Getting started with OneDrive

In my last post I outlined some of the online storage solutions, I will now follow up with a series of articles on each of these solutions, going into a little more detail. In today’s post I will take you through how to download,install, setup and start using OneDrive.

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So you’ve decided that OneDrive is the online storage solution for you, but what next?

I’ve been using OneDrive for a long while now, way back in the days when it was called SkyDrive. In this time there have been many changes and improvements to get it to where it is today.

It is applications such as OneDrive are what make it possible to enjoy the freedom of “Working From Anywhere” because we now more than ever before,

“Work is no longer a place”tweet this

Download and Install

First things first, you need to download and install it on your devices:

  • Windows 10 and 8.1: Good news it’s already on your device.
  • Windows 8, Windows 7, or Vista: Download OneDrive for Windows 8, 7 or Vista
  • Mac: Download OneDrive for Mac
  • Mobile Devices: OneDrive is already built in to the latest version of Windows tablets and phones. Go to the App Store or Google Play Store to download to your Iphone or Android device.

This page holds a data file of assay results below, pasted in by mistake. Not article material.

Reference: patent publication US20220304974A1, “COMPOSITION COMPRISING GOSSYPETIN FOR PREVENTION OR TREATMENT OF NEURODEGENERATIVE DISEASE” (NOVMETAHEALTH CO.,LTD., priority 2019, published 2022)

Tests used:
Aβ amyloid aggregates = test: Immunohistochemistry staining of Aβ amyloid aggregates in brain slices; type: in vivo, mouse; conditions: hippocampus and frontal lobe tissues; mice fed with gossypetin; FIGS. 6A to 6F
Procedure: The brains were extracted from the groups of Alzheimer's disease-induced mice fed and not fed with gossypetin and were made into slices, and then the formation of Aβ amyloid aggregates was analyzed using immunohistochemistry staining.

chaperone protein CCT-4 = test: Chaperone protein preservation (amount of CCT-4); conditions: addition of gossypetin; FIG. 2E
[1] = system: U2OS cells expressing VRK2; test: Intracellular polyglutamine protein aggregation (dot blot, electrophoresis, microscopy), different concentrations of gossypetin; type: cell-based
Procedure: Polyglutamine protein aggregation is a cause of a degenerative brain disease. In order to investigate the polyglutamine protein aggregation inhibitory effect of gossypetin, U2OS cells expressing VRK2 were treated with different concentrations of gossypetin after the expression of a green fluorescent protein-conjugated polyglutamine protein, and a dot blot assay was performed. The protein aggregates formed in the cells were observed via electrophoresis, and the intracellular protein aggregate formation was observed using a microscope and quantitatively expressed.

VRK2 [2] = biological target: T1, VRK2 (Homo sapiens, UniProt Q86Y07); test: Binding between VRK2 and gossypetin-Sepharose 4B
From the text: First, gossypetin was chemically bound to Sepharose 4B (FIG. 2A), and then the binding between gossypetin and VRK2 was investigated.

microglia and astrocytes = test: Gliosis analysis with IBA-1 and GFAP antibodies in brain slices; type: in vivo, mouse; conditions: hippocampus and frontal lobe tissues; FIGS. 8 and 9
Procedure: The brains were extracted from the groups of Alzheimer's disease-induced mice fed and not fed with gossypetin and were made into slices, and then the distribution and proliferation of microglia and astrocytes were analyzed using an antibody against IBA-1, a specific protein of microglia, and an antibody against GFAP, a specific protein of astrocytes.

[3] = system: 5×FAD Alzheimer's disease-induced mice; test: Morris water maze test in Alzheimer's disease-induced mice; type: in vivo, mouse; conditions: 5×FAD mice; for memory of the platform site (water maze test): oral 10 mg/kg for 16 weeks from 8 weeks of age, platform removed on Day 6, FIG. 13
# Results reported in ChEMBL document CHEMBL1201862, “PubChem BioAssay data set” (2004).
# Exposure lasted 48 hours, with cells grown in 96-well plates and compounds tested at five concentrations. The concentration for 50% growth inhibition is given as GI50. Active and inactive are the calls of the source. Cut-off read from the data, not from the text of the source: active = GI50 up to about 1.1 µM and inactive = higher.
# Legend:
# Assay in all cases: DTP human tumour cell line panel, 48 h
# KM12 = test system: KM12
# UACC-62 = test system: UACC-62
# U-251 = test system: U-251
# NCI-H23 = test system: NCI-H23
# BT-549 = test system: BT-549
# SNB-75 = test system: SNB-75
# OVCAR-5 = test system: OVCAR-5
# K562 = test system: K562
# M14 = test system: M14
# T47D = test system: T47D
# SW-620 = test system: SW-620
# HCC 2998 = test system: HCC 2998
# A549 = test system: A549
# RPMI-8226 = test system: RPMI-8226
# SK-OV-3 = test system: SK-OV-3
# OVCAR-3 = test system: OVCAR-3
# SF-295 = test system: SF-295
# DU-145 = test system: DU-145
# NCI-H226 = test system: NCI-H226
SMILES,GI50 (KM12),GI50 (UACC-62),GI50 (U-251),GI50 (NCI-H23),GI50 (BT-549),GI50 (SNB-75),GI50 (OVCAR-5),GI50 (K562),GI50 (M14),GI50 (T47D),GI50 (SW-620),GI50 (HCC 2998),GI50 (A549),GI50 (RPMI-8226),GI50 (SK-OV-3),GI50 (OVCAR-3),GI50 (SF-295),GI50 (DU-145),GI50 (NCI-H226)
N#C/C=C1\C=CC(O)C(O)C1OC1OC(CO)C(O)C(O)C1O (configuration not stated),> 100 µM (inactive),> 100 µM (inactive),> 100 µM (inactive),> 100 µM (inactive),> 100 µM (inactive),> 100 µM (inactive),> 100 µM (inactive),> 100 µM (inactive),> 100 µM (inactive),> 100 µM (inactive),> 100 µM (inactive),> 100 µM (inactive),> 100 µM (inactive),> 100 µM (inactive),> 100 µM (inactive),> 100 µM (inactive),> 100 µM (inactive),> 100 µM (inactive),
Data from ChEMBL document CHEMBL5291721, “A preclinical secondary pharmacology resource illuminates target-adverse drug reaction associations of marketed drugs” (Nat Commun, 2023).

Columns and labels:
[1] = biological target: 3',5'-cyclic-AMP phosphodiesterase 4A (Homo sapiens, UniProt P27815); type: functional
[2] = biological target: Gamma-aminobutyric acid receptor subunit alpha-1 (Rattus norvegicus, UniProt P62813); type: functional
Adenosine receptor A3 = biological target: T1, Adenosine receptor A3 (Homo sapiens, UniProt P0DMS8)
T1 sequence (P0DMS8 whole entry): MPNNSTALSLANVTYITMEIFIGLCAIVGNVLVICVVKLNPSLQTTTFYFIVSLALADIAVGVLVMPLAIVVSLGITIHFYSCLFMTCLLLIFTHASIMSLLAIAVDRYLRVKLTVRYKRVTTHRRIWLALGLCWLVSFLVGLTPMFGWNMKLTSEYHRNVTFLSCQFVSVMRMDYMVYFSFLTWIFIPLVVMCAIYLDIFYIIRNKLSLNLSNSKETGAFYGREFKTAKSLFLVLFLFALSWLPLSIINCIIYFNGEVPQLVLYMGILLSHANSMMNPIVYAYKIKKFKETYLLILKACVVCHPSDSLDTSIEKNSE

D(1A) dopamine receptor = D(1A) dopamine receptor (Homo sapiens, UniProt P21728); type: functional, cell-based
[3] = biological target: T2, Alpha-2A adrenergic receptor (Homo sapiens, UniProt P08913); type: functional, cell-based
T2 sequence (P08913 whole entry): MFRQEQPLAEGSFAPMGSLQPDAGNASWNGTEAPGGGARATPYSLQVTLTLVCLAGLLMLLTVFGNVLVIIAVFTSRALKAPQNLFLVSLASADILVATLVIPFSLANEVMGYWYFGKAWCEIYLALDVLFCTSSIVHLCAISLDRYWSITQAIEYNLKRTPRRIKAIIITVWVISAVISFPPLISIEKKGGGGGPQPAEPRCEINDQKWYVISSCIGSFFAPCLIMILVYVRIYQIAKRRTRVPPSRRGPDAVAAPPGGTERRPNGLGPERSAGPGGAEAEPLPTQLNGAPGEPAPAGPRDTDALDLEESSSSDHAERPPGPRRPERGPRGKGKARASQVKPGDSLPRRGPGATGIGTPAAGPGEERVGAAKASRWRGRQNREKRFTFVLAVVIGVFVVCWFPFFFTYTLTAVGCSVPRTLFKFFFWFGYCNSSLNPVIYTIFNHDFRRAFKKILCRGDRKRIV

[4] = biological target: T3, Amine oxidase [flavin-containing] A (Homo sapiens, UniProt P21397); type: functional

Copying or moving your files to OneDrive

There are a few different ways to put your existing files on OneDrive. First, decide if you want to keep the original files on your PC and put copies of them on OneDrive, or if you want to cut and move them from your PC to OneDrive.

You will need to use the File Explorer method if you have Windows 10 as OneDrive as Microsoft decided to build it into Windows 10 retire the app. Alternately you can go to OneDrive.com.

To copy files to OneDrive using the OneDrive app (Windows 8.1 and Windows RT 8.1)Onedrive app

  1. On the Start screen, tap or click OneDrive to open the OneDrive app.
  2. Tap or click folders to browse to the location on OneDrive where you want to add the files.
  3. Swipe in from the top or bottom edge of the screen or right-click to open the app commands, and then tap or click Add files.
  4. Browse to the files you want to upload, tap or click to select them, and then tap or click Copy to OneDrive.

To move files to OneDrive using the OneDrive app (Windows 8.1 and Windows RT 8.1)

When you move files, you’re removing them from your PC and adding them to OneDrive.

TIP: This is useful if you would like to free up space on your device and store the files online in OneDrive. You can change this at anytime, ,more on that later.

  1. Tap or click the arrow next to OneDrive and choose This PC.
  2. Browse to the files you want to move, and then swipe down on them or right-click them to select them.
  3. Tap or click Cut.
  4. Tap or click the arrow next to This PC and choose OneDrive to browse to a folder in your OneDrive.
  5. Swipe in from the top or bottom edge of the screen or right-click to open the app commands, and then tap or click Paste.

Copy or move files to OneDrive using Explorer (All versions or Windows)

Using File Explorer is by far the easiest way to copy or move files to OneDrive. A OneDrive file directory is added to you local PC when you install OneDrive, this shows as another location on your hard drive as below.